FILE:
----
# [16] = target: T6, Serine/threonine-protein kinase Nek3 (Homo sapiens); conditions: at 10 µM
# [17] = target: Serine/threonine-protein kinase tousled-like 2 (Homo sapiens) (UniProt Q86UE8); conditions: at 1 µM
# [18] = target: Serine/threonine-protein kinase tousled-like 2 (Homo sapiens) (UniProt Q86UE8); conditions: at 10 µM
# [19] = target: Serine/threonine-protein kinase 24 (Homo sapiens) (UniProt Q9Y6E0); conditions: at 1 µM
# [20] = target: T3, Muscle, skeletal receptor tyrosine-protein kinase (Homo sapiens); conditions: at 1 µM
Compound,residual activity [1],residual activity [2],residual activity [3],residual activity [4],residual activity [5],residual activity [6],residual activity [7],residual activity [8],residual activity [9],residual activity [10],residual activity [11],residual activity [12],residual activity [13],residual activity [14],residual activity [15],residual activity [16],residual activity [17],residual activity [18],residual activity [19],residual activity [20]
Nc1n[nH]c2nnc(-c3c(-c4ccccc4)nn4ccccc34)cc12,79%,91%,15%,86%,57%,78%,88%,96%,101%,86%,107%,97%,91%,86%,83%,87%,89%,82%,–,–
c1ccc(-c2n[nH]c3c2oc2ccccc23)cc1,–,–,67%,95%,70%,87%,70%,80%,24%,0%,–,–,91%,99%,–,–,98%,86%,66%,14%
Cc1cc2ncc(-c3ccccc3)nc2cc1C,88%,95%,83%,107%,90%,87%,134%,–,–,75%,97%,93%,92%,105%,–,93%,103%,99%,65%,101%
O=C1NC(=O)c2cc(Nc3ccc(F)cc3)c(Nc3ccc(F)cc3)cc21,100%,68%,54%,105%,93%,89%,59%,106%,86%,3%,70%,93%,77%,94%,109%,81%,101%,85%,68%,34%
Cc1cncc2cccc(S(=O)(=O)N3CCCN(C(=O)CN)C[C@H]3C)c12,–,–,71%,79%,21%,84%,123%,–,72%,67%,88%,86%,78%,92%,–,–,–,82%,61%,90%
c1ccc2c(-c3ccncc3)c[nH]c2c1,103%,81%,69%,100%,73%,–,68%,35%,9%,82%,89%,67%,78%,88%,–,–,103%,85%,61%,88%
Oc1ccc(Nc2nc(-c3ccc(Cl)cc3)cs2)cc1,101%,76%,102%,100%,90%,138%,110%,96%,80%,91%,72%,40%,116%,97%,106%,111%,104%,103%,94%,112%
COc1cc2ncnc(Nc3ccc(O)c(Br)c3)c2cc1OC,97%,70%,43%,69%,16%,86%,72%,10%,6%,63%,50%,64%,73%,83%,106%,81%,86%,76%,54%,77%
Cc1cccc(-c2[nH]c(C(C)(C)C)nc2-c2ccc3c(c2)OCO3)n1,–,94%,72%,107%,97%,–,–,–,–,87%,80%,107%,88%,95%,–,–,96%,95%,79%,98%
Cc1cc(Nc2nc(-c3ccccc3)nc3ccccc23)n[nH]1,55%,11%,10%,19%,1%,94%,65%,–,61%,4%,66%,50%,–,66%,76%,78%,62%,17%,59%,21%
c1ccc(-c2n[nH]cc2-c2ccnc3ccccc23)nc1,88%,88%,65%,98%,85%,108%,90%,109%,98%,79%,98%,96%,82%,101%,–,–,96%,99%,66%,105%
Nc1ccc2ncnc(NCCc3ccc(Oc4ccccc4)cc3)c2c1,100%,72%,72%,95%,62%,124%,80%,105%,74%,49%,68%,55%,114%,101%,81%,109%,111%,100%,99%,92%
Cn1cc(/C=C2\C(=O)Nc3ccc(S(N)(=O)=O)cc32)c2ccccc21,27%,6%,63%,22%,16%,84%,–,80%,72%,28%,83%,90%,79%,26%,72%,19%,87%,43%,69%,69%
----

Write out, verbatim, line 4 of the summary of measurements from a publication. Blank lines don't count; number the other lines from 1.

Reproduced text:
# [19] = target: Serine/threonine-protein kinase 24 (Homo sapiens) (UniProt Q9Y6E0); conditions: at 1 µM